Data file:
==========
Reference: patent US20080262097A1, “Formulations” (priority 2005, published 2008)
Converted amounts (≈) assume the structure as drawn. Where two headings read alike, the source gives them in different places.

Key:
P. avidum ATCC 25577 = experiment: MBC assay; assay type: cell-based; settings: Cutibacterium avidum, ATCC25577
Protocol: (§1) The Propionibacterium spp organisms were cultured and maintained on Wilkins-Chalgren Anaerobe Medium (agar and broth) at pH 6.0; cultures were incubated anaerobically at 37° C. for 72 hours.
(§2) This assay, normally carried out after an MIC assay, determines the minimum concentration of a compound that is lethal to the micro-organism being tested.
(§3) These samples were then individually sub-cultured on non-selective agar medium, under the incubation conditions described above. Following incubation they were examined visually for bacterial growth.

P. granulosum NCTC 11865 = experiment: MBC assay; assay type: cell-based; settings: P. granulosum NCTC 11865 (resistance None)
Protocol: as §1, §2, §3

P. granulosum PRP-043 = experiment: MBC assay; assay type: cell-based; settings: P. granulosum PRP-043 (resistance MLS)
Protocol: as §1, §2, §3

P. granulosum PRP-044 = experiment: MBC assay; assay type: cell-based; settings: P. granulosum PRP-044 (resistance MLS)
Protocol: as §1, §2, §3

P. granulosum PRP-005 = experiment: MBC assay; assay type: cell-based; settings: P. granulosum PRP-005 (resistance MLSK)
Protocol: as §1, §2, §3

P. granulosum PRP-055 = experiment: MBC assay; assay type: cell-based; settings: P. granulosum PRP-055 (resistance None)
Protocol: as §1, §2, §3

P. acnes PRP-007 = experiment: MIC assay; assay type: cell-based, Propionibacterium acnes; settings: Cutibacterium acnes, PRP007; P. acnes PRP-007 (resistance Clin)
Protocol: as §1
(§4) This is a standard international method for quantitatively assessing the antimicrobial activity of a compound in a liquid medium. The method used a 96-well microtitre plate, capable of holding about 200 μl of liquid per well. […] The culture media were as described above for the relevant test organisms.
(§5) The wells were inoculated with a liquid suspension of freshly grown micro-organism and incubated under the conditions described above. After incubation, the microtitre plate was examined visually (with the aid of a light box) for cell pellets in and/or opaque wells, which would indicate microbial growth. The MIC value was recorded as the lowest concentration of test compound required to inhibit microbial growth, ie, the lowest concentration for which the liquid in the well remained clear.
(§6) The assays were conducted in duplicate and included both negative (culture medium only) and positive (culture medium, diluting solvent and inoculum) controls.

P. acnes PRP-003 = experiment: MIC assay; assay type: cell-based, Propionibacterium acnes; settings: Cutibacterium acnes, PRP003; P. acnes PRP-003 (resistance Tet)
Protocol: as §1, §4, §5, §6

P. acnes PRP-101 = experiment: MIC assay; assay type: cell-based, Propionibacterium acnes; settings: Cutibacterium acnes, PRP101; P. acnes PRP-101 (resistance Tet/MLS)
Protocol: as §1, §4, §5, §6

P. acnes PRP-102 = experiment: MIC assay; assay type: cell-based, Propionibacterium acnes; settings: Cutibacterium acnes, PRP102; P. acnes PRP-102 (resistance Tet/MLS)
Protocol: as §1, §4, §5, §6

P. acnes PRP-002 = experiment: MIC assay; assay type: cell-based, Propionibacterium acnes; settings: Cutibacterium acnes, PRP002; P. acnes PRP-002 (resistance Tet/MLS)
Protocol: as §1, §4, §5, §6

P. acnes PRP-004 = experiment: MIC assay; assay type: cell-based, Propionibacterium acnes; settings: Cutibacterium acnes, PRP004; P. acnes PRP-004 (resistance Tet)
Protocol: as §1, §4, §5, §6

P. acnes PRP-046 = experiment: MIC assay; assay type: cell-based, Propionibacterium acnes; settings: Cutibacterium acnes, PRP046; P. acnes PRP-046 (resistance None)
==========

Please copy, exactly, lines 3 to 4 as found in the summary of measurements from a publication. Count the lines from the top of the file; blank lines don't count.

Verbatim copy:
Key:
P. avidum ATCC 25577 = experiment: MBC assay; assay type: cell-based; settings: Cutibacterium avidum, ATCC25577